[The rule of thumb is to dress as your director or manager does. It makes life a little easier. In case they are of the opposite sex, look for other folks at their seniority level within the firm.]

Kaggle for Analytics Competitions – Feedback?

Kaggle is a platform for data prediction competitions. As per their wikipedia entry “This crowdsourcing approach relies on the fact that there are countless strategies that can be applied to any predictive modelling task and it is impossible to know at the outset which technique or analyst will be most effective.”

I reviewed a few competitions on Kaggle, and they seem fairly complex and perhaps a good fit for advanced statisticians or data modelers. However, Kaggle is fairly popular and gets a decent amount of traffic for niche site.

  1. Does anyone have feedback on their personal experiences using Kaggle?
  2. Have you ever recruited or solicited candidates from Kaggle, for analytics roles in offshore development centers or for offshore analytics practices of IT/Analytics firms?
  3. Have you ever used it for networking?

Drop a comment on this post if you have tried any of the three.

10 Reasons why “MBA preferred” appears in Product Manager recruitment ads

10. The recruitment team wants to shortlist candidates from thousands of applicants for an entry-level role, and MBA/PMP is chosen as a criterion. This is fairly common in large firms.

9. The Product Manager is actually required to have business modeling/statistical analysis or product pricing/marketing skills. This is very rarely needed in India, for both offshore roles and for Indian market facing roles.

8. The “MBA preferred” lets the recruitment team decline internal applicants who want to move out of an engineering role into product management.

7. The head of product management/hiring manager has an MBA

6. This product management role reports to the local sales head, and it is actually a category/brand management role for India/Asia-Pacific. Such roles are quite prevalent in hardware/mobile firms.

5. The role requires the product manager to work with vendors/clients/account teams etc. based in India, and a person with an MBA might have an edge in relationship building and management, as per the hiring manager.

4. The ad wants applicants with a full-time MBA from a top business school, but the recruitment team was not sure if they would actually get many applicants. This is often the case with senior level positions.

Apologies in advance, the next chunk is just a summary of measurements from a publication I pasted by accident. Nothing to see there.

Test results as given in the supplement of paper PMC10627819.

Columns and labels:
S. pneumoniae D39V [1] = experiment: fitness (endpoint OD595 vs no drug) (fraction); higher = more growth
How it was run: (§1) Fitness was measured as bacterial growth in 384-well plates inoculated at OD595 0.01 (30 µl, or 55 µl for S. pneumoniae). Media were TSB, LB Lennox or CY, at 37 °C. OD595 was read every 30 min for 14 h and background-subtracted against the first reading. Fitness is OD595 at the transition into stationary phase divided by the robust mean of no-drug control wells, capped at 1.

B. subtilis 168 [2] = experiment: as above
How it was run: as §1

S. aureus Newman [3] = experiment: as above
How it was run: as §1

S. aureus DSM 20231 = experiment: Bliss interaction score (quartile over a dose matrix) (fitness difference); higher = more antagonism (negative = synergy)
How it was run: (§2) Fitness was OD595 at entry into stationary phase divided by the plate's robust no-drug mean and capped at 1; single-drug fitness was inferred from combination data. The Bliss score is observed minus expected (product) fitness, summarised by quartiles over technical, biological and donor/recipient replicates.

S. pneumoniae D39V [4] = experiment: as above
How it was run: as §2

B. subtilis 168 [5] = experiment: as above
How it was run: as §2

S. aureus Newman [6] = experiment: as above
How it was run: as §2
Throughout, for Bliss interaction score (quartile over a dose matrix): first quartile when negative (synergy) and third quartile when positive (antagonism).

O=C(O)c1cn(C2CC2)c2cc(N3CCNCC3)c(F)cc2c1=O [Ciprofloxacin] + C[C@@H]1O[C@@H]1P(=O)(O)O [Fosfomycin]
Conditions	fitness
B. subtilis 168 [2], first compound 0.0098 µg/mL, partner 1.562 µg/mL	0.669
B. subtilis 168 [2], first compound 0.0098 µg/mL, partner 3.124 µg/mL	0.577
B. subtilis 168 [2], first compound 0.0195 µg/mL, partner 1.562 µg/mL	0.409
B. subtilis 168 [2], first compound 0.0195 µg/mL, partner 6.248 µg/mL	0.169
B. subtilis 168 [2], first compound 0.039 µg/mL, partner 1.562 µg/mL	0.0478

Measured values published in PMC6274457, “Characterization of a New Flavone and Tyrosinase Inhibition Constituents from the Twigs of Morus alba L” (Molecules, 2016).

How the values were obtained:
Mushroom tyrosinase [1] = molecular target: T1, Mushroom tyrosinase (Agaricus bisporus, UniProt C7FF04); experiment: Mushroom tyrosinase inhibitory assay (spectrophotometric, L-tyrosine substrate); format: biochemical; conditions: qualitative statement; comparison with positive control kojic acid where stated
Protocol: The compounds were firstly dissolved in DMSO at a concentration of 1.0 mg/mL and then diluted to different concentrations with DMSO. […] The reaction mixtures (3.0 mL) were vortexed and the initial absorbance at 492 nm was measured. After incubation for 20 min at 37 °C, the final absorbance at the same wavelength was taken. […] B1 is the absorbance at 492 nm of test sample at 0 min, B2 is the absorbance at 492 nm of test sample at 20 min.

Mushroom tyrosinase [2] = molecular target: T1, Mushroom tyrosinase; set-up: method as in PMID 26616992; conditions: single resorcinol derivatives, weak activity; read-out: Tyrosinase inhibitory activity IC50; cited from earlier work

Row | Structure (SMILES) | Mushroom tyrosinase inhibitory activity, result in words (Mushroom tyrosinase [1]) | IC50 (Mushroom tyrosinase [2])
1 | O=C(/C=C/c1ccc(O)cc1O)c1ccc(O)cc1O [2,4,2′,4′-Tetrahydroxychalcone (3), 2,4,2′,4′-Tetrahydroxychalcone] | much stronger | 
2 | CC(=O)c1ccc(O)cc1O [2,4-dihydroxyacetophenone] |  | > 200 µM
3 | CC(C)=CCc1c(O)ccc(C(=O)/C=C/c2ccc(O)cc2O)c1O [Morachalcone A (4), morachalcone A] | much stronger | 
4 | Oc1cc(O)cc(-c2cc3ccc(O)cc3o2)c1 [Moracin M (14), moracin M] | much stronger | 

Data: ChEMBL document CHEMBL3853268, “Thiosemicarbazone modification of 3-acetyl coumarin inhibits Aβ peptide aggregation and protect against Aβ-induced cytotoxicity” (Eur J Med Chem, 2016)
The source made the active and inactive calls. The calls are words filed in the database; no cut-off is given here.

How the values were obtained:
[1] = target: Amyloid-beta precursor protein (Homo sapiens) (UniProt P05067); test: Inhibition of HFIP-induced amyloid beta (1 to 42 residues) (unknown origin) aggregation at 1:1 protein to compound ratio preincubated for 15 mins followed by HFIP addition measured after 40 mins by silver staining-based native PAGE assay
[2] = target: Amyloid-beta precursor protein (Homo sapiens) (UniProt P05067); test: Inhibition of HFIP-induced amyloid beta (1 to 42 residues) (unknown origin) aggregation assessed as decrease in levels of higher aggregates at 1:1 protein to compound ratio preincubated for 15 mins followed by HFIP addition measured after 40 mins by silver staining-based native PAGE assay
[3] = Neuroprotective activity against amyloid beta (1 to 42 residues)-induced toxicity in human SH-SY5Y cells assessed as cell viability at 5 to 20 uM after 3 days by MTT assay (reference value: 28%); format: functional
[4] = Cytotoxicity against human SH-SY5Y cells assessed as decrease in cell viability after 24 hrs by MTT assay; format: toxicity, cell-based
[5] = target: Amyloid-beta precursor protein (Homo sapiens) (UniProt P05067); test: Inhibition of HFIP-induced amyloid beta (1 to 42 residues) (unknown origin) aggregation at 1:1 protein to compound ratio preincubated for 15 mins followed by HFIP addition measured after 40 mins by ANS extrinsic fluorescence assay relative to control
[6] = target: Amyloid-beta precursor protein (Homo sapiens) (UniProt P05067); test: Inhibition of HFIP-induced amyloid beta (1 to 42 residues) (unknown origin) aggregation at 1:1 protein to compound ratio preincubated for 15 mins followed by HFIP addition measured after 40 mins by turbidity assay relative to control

3. The PM head wants a “business oriented” product manager, even though the role is actually completely engineering facing, and requires strong domain knowledge. This often happens in offshore R&D centers, and often leads to a bad hire.

2. The “MBA preferred” can be interpreted as a code for highly paid candidates to apply for the job.

1. (My favorite) The ad was copied from a standard template and it contained the words “MBA preferred” in the original ad.

Web Recruitment Ad – 6: For A General Manager

Now this is an interesting recruitment ad on LinkedIn (job posting is removed):

Designation: General Manager-Web Publisher Products

Location: Bangalore

And here’s the interesting part, in the description of Professional Background and Experience, the ad states that “A degree in Computer Science or a related field is highly preferred”.

It is remarkable that for selecting a person in such a senior role (at least in the Indian arm of Amazon), the undergraduate major is “highly desirable”. Does this mean that a top manager without a computer science or related background is unlikely to be hired, or may not have a good career at Amazon India? And perhaps this also indicates their lack on interest in hiring MBAs in such roles.

Now this may be a typo in the ad, and I do not have the inside information on why they would insist on this, but if you add in this news report that the Yahoo CEO is looking for computer science graduates from top colleges, then things become murky.

Here are 3 things to ponder:

a) If you are a product manager in the web world and do not have a computer science background, are you likely to hit a glass ceiling?

b) How is a computer science degree correlated to success in a general management role?

c) Is this ad a self-selective ad, which indicates that IITians with a computer science background, who have been successful in their careers, are what Amazon is actually looking for among the applicant pool?

Disclaimer: I have a lot of respect for Amazon.com and the work they do in India and overseas. I was just curious about this report on Yahoo and the Amazon recruitment ad, and hence this blog post.